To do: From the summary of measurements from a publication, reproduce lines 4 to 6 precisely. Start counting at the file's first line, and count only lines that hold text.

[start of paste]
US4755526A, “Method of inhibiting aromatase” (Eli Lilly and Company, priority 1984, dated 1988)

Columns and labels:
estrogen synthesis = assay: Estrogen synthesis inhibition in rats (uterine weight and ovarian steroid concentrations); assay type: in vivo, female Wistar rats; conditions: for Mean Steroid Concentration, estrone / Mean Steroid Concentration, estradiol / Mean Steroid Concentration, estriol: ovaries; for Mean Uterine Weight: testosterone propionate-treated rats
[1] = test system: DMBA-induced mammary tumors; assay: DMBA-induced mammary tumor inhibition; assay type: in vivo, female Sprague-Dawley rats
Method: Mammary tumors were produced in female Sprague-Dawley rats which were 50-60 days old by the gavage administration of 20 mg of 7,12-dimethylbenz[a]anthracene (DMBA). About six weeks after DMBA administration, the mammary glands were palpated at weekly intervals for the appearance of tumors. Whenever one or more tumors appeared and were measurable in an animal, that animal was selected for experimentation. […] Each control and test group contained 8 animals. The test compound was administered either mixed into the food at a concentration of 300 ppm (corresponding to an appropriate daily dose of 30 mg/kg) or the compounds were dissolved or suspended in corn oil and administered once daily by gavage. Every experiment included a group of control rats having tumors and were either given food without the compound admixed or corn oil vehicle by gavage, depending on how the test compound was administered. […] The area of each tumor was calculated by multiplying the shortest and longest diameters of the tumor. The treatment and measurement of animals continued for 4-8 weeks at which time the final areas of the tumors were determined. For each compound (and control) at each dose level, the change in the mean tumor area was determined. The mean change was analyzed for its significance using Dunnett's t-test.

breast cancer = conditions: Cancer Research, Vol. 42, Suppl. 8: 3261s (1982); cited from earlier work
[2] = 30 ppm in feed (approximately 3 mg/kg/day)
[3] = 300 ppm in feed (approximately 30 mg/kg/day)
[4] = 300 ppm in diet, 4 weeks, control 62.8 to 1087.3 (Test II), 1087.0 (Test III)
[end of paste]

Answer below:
[1] = test system: DMBA-induced mammary tumors; assay: DMBA-induced mammary tumor inhibition; assay type: in vivo, female Sprague-Dawley rats
Method: Mammary tumors were produced in female Sprague-Dawley rats which were 50-60 days old by the gavage administration of 20 mg of 7,12-dimethylbenz[a]anthracene (DMBA). About six weeks after DMBA administration, the mammary glands were palpated at weekly intervals for the appearance of tumors. Whenever one or more tumors appeared and were measurable in an animal, that animal was selected for experimentation. […] Each control and test group contained 8 animals. The test compound was administered either mixed into the food at a concentration of 300 ppm (corresponding to an appropriate daily dose of 30 mg/kg) or the compounds were dissolved or suspended in corn oil and administered once daily by gavage. Every experiment included a group of control rats having tumors and were either given food without the compound admixed or corn oil vehicle by gavage, depending on how the test compound was administered. […] The area of each tumor was calculated by multiplying the shortest and longest diameters of the tumor. The treatment and measurement of animals continued for 4-8 weeks at which time the final areas of the tumors were determined. For each compound (and control) at each dose level, the change in the mean tumor area was determined. The mean change was analyzed for its significance using Dunnett's t-test.

breast cancer = conditions: Cancer Research, Vol. 42, Suppl. 8: 3261s (1982); cited from earlier work